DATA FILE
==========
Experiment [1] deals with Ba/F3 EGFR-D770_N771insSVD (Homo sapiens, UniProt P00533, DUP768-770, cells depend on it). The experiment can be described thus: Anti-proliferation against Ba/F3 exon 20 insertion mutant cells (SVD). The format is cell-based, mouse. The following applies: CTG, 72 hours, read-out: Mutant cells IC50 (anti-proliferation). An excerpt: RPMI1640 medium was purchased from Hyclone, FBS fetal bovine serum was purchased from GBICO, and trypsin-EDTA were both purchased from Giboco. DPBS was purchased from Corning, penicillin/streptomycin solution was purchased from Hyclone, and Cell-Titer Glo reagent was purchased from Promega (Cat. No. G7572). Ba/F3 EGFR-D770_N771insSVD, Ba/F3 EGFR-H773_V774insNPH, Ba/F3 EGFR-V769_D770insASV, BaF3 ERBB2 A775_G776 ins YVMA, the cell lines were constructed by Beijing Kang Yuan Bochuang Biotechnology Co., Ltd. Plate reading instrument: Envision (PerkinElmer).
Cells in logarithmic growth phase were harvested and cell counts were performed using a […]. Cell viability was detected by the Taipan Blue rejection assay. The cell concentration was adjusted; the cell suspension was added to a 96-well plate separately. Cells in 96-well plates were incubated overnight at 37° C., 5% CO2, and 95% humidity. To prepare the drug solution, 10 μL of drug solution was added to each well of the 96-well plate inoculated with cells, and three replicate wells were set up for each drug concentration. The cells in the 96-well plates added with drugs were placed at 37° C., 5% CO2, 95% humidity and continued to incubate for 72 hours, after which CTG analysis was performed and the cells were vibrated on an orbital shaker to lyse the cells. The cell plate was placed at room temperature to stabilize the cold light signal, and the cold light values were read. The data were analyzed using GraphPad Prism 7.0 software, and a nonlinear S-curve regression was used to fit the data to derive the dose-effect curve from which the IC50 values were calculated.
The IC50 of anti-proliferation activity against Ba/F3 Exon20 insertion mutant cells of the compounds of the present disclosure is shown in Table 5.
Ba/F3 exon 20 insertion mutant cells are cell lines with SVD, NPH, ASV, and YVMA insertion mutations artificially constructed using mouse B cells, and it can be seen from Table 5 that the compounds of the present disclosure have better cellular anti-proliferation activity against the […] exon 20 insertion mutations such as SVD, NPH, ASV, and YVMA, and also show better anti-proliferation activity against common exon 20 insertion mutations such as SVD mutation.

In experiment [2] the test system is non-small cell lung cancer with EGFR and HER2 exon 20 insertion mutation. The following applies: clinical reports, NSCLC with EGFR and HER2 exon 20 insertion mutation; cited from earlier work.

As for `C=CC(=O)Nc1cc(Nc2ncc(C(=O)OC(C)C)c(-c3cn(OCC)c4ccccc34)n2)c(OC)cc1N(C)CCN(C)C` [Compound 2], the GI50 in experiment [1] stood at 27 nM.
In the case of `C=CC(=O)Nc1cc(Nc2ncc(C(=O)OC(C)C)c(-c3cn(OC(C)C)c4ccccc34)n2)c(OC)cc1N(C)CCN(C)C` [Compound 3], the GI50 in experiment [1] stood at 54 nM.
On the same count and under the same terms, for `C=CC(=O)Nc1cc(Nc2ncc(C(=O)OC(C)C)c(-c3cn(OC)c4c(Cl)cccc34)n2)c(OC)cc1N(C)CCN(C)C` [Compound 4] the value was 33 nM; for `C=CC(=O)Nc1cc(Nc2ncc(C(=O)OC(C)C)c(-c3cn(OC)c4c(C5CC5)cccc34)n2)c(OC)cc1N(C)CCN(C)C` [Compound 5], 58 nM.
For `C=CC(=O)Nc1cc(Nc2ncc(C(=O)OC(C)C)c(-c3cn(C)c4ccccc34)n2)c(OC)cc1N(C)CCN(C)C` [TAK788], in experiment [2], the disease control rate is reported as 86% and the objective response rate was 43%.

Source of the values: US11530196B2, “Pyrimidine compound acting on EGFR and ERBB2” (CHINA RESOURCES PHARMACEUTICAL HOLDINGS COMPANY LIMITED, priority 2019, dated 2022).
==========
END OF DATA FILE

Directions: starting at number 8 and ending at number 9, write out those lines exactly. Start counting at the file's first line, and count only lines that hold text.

On the same count and under the same terms, for `C=CC(=O)Nc1cc(Nc2ncc(C(=O)OC(C)C)c(-c3cn(OC)c4c(Cl)cccc34)n2)c(OC)cc1N(C)CCN(C)C` [Compound 4] the value was 33 nM; for `C=CC(=O)Nc1cc(Nc2ncc(C(=O)OC(C)C)c(-c3cn(OC)c4c(C5CC5)cccc34)n2)c(OC)cc1N(C)CCN(C)C` [Compound 5], 58 nM.
For `C=CC(=O)Nc1cc(Nc2ncc(C(=O)OC(C)C)c(-c3cn(C)c4ccccc34)n2)c(OC)cc1N(C)CCN(C)C` [TAK788], in experiment [2], the disease control rate is reported as 86% and the objective response rate was 43%.